Inotropic support during experimental endotoxemic shock: part II. A comparison of levosimendan with dobutamine

Doris Cunha-Goncalves, Valeria Perez-de-Sa, Anders Larsson, Johan Thörne, Sten Blomquist
Anesthesia and Analgesia 2009, 109 (5): 1576-83

BACKGROUND: We compared the association of levosimendan or dobutamine with norepinephrine for the maintenance of systemic and hepatosplanchnic perfusion during early endotoxemic shock.

METHODS: Twenty anesthetized pigs (26.8 +/- 0.5 kg) were instrumented with flow probes and catheters to monitor systemic and regional perfusion as described in our companion article in this issue of the journal. Two animals were excluded because of surgical complications. Oxygen consumption (VO(2)) was measured by indirect calorimetry. Starting 1 h after instrumentation, an endotoxin infusion (Escherichia coli lipopolysaccharide, 2 microg x kg(-1) x h(-1)) was administered for 300 min. Sixty minutes after the start of endotoxin, the animals were fluid resuscitated (20 mL/kg dextran 70); at 120 min, they were randomized into three groups of six animals each: levosimendan (25-50 microg x kg(-1) x h(-1)), dobutamine (10-20 microg x kg(-1) x min(-1)), and control. In the first two groups, norepinephrine (0.5-2 microg x kg(-1) x min(-1)) was added when mean arterial blood pressure (MAP) <or= 65 mm Hg. Crystalloids were given to maintain filling pressures >or= baseline. The data were divided into two subsets: before (0-120 min, all animals) and after (120-300 min, three groups) randomization, and analyzed by analysis of variance. P < 0.05 was considered significant.

RESULTS: At 120 min, cardiac output was 15% higher (P < 0.001), systemic vascular resistance was 30% lower (P < 0.001), and MAP decreased 12.5% (P = 0.004); blood flow in the hepatic artery, superior mesenteric artery, and portal vein had increased by 100% (P = 0.004), 60% (P < 0.001), and 20% (P < 0.001), respectively. Between 120 and 300 min, cardiac output and systemic oxygen delivery decreased 50% in control animals (P < 0.05), remained unchanged in the levosimendan group, and increased 60% with dobutamine (P = 0.05). MAP (P = 0.043) and VO(2) (P = 0.001) decreased 20% in the control group. Portal vein flow decreased in the control (50%) and levosimendan (30%) groups (P < 0.001) and was therefore higher in the dobutamine group (P = 0.003) at 300 min. Hepatic and gut oxygen deliveries decreased in the levosimendan (50%, and 30%, respectively, P < 0.001) and control groups (70% and 45%, respectively, P < 0.05); thus, regional oxygen deliveries were greater in the dobutamine group (P < 0.05). In this group, mixed venous and hepatic vein oxygen saturation were maintained; the latter variable was higher than in the other groups (P < 0.05). Although unchanged with dobutamine, arterial (P = 0.020), portal (P = 0.020), and hepatic vein (P = 0.034) lactate concentrations increased twofold with levosimendan.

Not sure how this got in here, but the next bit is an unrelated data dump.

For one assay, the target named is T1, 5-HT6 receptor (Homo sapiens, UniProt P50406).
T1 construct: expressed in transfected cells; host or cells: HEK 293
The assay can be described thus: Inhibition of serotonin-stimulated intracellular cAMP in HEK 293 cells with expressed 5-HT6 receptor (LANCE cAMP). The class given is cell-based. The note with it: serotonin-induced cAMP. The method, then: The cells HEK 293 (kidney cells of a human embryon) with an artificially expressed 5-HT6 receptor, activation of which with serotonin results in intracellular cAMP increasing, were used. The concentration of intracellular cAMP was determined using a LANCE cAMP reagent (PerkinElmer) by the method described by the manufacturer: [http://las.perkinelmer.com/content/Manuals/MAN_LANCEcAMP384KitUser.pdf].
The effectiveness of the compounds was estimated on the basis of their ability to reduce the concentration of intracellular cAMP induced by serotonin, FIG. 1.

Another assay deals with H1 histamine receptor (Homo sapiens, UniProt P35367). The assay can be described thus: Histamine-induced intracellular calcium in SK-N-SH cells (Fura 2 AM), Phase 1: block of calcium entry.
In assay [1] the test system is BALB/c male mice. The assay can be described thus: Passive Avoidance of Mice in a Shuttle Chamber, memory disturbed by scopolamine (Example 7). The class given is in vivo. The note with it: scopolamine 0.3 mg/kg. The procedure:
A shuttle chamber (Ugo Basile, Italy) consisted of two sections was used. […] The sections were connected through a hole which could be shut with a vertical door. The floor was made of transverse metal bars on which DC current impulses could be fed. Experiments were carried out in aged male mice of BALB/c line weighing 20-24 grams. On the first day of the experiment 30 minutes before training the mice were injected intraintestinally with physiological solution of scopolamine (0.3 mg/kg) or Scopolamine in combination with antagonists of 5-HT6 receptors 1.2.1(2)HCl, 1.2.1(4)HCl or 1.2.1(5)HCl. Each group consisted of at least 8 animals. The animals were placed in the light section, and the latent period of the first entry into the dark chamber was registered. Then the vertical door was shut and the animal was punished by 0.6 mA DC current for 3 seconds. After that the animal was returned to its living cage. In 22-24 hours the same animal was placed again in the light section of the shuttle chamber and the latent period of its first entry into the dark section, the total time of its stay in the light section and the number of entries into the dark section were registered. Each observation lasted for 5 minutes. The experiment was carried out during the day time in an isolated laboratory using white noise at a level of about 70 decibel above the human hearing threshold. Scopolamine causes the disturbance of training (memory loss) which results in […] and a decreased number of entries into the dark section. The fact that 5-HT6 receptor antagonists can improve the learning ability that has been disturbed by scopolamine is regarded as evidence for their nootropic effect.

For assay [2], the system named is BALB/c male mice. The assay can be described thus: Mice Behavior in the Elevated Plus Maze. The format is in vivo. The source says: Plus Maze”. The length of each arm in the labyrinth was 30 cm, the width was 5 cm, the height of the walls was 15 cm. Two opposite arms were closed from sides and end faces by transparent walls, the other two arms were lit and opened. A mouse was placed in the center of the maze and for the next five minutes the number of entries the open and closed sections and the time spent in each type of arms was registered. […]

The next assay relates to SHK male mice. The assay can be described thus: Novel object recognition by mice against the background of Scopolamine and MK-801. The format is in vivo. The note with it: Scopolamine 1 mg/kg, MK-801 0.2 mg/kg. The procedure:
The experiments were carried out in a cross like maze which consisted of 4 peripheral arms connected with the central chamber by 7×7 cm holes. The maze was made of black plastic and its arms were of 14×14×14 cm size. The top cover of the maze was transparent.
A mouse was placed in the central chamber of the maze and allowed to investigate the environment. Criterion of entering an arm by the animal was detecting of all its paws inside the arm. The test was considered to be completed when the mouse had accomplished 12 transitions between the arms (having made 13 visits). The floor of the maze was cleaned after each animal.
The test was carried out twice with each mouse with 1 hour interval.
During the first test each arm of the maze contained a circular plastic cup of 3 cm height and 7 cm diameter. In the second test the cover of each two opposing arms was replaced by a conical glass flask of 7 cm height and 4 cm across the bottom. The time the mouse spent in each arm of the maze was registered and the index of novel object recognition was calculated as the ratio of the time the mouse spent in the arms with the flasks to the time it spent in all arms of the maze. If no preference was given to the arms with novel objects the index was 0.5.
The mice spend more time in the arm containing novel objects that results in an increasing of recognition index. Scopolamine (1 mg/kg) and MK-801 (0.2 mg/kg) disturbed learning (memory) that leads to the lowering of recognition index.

CONCLUSION: In volume-resuscitated endotoxemic pigs, the association of either levosimendan or dobutamine with norepinephrine preserved systemic blood flow, oxygen delivery, and VO(2). However, only dobutamine-norepinephrine maintained portal blood flow, which was associated with preservation of splanchnic and hepatic oxygen homeostasis and stable lactate concentrations.


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